Sunday, May 26, 2024

The Vatican will judge “Our Lady of Cardinal”

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Cole Hanson
Cole Hanson
"Extreme twitteraholic. Passionate travel nerd. Hardcore zombie trailblazer. Web fanatic. Evil bacon geek."

The Vatican State Court announced on Monday that it will prosecute an Italian woman suspected of “orderly embezzlement” but has abandoned her extradition request from Italy.

Cecilia Marujna, the young Italian chancellor entrusted by the Holy See with half a million euros on behalf of Slovenia, was arrested in mid-October in Milan, under an international court order issued by Interpol at the request of Vatican investigators.

The revelation in the Italian press of this mysterious woman, dubbed “The Cardinal’s Lady” or “The Lady of 500,000 Euros,” helped heighten suspicions about Cardinal Angelo Picchio, a high-ranking bishop who was suddenly expelled on September 24. Written by Pope Francis on suspicion of embezzlement.

According to a statement issued by the Vatican Prosecutor, issued on Monday, the trial of Cecilia Marojna is “imminent”. The Vatican judge had initially demanded his extradition, but he changed his mind. The Italian, who was imprisoned briefly in Milan in October, will thus appear at liberty before the Vatican court.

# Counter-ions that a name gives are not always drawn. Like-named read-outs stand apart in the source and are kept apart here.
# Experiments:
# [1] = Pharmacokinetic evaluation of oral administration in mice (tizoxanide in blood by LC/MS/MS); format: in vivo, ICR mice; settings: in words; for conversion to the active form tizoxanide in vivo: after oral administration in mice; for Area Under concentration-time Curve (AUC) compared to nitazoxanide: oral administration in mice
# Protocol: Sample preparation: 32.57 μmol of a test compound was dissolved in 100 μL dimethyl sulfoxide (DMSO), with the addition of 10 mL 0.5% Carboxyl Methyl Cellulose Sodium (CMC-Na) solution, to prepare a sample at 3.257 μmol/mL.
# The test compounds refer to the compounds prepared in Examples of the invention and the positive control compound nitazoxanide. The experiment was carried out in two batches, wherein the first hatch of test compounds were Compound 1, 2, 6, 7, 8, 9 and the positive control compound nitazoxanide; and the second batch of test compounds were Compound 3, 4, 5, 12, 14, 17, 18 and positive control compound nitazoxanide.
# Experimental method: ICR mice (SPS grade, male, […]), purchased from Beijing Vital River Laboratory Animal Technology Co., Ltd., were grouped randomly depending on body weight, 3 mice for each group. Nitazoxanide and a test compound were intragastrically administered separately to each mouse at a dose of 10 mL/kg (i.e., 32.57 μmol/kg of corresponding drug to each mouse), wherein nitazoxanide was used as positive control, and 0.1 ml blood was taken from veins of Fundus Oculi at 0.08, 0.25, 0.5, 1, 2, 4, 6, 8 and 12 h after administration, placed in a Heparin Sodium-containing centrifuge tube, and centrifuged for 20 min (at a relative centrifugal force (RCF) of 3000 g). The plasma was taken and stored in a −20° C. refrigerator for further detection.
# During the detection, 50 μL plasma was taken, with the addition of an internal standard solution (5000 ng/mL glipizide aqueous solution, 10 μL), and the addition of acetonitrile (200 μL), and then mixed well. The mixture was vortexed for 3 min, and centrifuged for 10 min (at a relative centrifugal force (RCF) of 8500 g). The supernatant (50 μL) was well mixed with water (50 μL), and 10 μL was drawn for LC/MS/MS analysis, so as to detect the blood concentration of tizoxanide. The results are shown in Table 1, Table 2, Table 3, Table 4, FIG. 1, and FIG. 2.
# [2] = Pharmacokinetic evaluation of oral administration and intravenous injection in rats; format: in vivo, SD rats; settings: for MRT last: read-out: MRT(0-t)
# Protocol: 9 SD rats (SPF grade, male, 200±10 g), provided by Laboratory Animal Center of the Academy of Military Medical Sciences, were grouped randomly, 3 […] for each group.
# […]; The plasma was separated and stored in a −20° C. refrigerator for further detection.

The brief Vatican statement made no mention of Cardinal Piccio’s involvement in the future trial.

A series of document leaks in the Italian press, after leave to the influential Cardinal, revealed the existence and troubled role of Cecilia Marojna.

The chancellor admitted in interviews with the press that she received half a million euros from the Secretariat of State (the central government of the Vatican) for services of “informal diplomacy” between 2013 and 2018.

The 39-year-old said she was paid as a mediator for the release of kidnapped priests and sisters in Africa and Asia.

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This young woman is from Sardinia, just like Cardinal Pisio, 72, who made the decision to pay her wages when he was second in the Foreign Office, at the head of the Vatican pyramid.

Several media outlets received an anonymous envelope with his Slovenian company accounts, such as the Italian TV investigation show “Le Iene”, which went to Ljubljana to photograph a simple mailbox.

The offer showed that around 200,000 euros were spent on luxury goods, for example 12,000 euros for an armchair. “After a lot of work, I think I have the right to buy myself a chair!” Cecilia Marojna had rebelled and presented herself as a victim of plots in the Vatican.

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